2.1.2. Zeta Potential of Nanoparticles

In order to assess the stability of the colloidal gelatin nanoparticles in solutions, zeta potential measurements were preformed. Figure 2 shows the pH-dependent zeta potentials of GNRs. The absolute value of the zeta potential decreased with pH, i.e., the zeta potential was 9.6 mV at pH = 2, −18.2 mV at pH = 6.15 and −28.6 mV at pH = 10. Most importantly, at physiological pH = 7.4, the average zeta potential of GNR was −19.3 mV. The measurements show that GNR nanoparticles have a good stability over a wide pH range from approximately pH = 4 to 10 as reflected by the high negative charges that prevent agglomeration by inter-particulate electrostatic repulsion forces [23]. This might be expected, since gelatin is a heterogeneous mixture of single or multi-stranded polypeptides, predominantly consisting of the acidic and basic amino acids arginine (7.8%) and glutamic acid (10%), the hydrophobic alanine (8.9%), and the zwitter ionic, glycine (21%), proline, and hydroxyproline (both 12%). Because of the inductive effect by the carbonyls (electron-withdrawing) and the lone pairs on the nitrogen of the amide groups, resonance charge delocalization leads to a net negative, positive or neutral charge in the gelatin chain depending on the pH of the solution [24]. With a measured isolectric point around 5.0 (4.84 [25]; 4.88 [26]) in pure gelatin nanoparticles, at neutral to basic pH values, the carboxylic groups are deprotonized, and an overall net negative electric potential in the interfacial double layer is measured. These results are in good agreement with the TEM observations and other reports in the literature [22,24]. However, as shown in Figure 2, the isoelectric point of GNRs significantly shifts to lower values when the extract components are present, i.e., 2.48 ± 0.20.

Furthermore, it was recently reported that nanoparticle-based colloidal solutions are inherently more stable compared to micrometer-sized particle suspensions, because of the much higher Brownian motion of suspended nanoparticles that at least partially and mechanically prevents agglomeration [27].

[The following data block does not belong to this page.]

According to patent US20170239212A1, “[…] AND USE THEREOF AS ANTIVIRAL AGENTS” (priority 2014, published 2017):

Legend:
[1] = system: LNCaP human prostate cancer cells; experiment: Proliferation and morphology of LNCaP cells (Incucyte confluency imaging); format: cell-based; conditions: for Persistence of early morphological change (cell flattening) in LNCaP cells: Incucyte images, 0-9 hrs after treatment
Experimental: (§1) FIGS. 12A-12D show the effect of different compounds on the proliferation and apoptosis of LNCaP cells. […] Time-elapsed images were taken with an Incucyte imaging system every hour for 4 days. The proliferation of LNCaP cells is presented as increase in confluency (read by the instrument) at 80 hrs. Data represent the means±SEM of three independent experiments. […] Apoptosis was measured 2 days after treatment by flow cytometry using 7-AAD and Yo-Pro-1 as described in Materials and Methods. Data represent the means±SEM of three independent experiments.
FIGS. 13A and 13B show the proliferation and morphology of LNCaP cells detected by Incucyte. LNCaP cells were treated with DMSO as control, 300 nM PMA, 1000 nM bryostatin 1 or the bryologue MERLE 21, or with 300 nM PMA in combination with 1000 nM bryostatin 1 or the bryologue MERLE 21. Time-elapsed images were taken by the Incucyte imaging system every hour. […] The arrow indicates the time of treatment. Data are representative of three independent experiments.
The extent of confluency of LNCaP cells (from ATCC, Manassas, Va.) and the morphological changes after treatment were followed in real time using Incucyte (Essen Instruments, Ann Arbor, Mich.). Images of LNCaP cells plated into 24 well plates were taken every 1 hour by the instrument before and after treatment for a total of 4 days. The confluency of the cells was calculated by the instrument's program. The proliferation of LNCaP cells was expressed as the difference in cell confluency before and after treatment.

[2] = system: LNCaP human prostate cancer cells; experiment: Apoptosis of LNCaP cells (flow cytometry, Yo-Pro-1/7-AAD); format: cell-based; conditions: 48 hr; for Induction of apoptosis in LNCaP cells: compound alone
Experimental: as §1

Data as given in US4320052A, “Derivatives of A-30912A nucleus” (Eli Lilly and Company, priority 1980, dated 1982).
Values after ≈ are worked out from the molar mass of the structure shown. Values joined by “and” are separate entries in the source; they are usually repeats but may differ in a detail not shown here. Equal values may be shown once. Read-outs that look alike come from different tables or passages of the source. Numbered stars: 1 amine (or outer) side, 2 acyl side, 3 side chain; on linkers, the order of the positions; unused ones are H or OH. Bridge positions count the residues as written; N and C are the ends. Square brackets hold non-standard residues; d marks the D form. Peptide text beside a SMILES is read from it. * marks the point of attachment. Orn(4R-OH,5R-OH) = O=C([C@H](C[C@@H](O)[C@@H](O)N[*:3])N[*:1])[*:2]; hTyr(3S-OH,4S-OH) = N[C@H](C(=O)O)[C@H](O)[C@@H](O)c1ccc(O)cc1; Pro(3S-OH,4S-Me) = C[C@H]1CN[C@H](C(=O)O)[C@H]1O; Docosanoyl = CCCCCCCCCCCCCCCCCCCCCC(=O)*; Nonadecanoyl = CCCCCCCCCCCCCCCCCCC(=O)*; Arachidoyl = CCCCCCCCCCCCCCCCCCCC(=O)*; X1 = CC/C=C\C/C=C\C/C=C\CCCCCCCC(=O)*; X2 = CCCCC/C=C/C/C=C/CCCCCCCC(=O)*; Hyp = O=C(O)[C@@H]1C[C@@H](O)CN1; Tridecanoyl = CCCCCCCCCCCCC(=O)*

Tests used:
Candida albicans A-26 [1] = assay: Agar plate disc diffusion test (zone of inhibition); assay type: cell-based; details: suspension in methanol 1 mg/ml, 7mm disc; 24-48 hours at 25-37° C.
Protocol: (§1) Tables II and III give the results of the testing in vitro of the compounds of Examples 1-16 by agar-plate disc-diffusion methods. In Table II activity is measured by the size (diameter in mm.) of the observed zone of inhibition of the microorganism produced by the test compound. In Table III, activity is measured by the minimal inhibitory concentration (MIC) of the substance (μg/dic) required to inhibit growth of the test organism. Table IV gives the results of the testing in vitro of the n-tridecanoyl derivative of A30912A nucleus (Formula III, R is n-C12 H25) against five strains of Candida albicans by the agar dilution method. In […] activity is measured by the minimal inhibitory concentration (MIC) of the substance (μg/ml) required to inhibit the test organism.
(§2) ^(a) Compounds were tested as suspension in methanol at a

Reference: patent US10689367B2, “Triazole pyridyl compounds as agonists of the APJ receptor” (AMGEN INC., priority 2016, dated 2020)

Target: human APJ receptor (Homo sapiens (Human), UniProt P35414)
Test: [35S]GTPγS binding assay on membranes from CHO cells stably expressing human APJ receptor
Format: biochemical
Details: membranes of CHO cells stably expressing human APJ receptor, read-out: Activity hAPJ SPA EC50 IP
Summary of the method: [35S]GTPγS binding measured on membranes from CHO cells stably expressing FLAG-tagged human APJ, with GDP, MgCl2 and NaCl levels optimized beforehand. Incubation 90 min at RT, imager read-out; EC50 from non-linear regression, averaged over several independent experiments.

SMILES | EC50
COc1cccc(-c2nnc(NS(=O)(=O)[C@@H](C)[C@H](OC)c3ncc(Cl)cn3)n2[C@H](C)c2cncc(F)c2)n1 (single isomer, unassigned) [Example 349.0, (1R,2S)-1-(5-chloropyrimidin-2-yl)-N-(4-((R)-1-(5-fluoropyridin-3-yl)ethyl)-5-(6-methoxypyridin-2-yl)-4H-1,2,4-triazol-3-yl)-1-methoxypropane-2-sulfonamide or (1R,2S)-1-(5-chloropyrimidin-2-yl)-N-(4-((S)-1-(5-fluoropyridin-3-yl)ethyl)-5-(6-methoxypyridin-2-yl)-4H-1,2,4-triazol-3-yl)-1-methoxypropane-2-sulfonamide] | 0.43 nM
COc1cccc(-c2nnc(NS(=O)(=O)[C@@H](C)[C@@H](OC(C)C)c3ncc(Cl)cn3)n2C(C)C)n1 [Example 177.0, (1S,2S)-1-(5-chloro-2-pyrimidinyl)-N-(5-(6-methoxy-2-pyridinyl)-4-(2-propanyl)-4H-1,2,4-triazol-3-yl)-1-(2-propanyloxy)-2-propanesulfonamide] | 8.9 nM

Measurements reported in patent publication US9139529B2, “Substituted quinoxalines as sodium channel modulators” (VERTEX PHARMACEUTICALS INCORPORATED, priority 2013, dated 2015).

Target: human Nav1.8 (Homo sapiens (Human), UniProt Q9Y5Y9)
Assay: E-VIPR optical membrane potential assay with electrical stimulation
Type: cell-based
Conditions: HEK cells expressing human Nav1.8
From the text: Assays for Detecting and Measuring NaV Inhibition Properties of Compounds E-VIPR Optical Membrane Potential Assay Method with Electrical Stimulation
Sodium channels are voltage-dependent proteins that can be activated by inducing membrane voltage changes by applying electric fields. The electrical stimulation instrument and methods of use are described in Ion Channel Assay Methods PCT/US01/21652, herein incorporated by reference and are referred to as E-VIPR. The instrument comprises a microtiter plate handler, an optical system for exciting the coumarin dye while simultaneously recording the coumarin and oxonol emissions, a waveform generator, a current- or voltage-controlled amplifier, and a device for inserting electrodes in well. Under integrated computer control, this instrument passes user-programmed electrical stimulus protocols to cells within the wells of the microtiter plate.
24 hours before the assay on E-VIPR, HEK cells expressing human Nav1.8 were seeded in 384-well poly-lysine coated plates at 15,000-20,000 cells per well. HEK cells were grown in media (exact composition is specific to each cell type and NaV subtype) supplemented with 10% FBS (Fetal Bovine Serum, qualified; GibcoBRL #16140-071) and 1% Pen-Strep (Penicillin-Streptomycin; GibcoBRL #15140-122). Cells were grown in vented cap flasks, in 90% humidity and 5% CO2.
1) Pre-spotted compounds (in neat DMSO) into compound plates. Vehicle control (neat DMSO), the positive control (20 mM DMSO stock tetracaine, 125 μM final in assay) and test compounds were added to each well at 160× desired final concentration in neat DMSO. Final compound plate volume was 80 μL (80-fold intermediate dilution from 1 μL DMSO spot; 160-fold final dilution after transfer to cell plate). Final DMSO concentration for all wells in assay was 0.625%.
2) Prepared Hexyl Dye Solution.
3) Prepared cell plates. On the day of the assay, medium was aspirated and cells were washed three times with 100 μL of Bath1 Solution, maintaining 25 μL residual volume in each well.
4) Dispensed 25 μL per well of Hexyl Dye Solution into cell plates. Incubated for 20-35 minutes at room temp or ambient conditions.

2.1.3. Encapsulation Efficiency

To determine the encapsulation efficiency of the R. coreanus extracts in gelatin nanoparticles, high-performance liquid chromatography (HPLC) analysis was performed, which additionally provided an initial assessment of the extract’s composition. Figure 3(A) shows representative HPLC chromatograms for five phenolic acid standards, i.e., gallic acid, chlorogenic acid, caffeic acid, ferulic acid, and m-coumaric acid. In Figures 3(B,C), the chromatograms of the R. coreanus crude extract and R. coreanus extract-loaded GNR, which were chemically treated to release their content, are shown. Comparison of the peak positions revealed that the extract is rich in chlorogenic acid, caffeic acid, ferulic acid, and m-coumaric acid. The figure also shows that in addition to gallic acid, a derivative is present with a slightly different retention time; the nature of the split peak at ~5 min and the unidentified minor peaks in the chromatograms is currently under investigation.

The overall encapsulation efficiency of the R. coreanus extracts in GNRs was close to 60% and this was significantly higher than the entrapment ratio of conventional gelatin nanoparticles (<45%) as reported by Saxena [21] and Vandervoort [28] and their respective co-workers. From the HPLC analysis, the encapsulation efficiency of the major components in GNR nanoparticles were determined to be 70.6% for gallic acid, 72.1% for chlorogenic acid, 63.2% for caffeic acid, 44.4% for ferulic acid and 45.8% for m-coumaric acid. These results were similar to the encapsulation efficiency of other water-soluble active substances [29]. Based on these results, it may be concluded that gelatin is a suitable carrier for the encapsulation of phytochemical extracts.

2.2. Toxicity Assessment

2.2.1. In Vitro Cytotoxicity

Cytotoxicity evaluation was performed with the sulforhodamine B (SRB) assay in HEK293 cells, which are human embryonic kidney cells and a good model for such evaluations. The data are expressed as percentage viable cells. As shown in Figure 4, gelatin nanoparticles only (GO) show maximally a 10% decrease in cell viability at the highest concentration (1 mg/mL) after 48 h incubation. Both the addition of GNR and the extract only (RO) result in a concentration-dependent decrease in cell viability to a maximum of 17.6 and 19.2% respectively. The figure also illustrates that there is virtually no significant difference in toxicity between the encapsulated and extract forms. Furthermore, the difference in cytotoxicity compared to the GO is practically negligible.

A number of studies using modified gelatin nanoparticles, including inorganic nanoparticles coated with gelatin report similar results [22,30]. Furthermore, comparison of the cytotoxic effects of extracts from other medicinal plants, such as the traditional Chinese medicinal plant Ligularia hodgsonii Hook, which contains pyrrolizidine alkaloids such as clivorine, puts our results further into perspective. This plant is traditionally used to treat cough, hepatitis, and inflammation and shows a reduction of HEK293 cell viability to 60% after treatment with 100 μM of the active component for 48 h [31], which is a concentration that is 24 times less than the maximum concentration used in our study.